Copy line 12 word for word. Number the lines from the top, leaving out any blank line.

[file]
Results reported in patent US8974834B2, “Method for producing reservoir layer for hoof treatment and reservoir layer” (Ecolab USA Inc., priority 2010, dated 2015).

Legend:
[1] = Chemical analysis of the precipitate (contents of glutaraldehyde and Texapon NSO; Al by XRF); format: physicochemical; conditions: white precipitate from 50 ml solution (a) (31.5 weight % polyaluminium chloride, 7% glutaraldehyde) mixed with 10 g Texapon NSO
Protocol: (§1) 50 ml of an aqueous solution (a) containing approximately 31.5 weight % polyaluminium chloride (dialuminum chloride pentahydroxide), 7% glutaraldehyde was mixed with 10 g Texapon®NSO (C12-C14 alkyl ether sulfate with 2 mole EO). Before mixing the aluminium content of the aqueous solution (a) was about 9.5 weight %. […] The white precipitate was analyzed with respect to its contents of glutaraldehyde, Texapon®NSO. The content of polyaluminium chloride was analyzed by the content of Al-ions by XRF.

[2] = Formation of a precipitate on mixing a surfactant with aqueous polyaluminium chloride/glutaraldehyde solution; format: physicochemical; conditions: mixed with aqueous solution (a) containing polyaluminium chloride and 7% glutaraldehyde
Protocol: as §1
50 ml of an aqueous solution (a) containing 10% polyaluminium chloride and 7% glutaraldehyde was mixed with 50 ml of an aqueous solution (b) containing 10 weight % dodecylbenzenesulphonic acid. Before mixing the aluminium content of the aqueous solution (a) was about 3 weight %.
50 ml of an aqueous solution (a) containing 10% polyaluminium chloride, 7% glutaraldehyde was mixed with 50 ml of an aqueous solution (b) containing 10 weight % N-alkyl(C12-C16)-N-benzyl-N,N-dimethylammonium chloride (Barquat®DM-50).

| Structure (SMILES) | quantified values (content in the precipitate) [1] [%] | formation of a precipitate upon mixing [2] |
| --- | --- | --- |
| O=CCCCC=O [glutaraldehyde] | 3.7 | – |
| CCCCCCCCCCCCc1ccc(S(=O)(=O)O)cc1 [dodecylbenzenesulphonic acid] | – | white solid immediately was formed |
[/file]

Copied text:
| CCCCCCCCCCCCc1ccc(S(=O)(=O)O)cc1 [dodecylbenzenesulphonic acid] | – | white solid immediately was formed |